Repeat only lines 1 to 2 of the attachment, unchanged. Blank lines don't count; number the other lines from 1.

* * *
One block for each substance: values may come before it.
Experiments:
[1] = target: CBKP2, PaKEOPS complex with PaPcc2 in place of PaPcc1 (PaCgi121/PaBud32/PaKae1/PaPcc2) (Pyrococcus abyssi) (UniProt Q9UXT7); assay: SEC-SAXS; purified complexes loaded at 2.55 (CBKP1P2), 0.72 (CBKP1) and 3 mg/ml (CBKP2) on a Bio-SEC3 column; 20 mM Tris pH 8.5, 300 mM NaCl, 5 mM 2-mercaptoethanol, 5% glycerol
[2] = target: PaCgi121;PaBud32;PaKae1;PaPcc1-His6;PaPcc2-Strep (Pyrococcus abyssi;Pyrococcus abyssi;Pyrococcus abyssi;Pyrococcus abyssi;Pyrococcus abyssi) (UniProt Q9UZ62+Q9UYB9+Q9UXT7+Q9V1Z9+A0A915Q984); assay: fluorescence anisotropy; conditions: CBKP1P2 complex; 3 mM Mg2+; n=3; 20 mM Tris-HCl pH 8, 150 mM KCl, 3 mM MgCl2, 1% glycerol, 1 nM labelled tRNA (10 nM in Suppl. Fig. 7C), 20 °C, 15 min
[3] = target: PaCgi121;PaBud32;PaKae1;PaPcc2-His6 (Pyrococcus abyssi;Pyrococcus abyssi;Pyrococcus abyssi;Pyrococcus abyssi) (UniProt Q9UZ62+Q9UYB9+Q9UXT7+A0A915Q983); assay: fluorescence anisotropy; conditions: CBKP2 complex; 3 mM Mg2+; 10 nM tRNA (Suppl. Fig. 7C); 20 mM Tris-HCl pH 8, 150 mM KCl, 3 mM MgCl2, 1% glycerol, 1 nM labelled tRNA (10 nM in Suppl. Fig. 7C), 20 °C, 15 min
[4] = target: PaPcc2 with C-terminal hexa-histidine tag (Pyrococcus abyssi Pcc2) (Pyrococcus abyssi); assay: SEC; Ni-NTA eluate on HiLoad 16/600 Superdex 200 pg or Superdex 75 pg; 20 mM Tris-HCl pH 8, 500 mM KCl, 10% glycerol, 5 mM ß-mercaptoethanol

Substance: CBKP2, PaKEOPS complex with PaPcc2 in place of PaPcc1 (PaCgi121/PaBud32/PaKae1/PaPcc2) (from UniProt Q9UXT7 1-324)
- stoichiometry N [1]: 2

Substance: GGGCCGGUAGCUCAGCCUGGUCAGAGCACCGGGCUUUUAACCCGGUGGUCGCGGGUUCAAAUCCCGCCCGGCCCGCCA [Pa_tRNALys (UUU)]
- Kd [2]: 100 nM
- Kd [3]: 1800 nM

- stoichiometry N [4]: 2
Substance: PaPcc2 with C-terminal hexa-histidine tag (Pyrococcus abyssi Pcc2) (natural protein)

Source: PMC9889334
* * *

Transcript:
One block for each substance: values may come before it.
Experiments: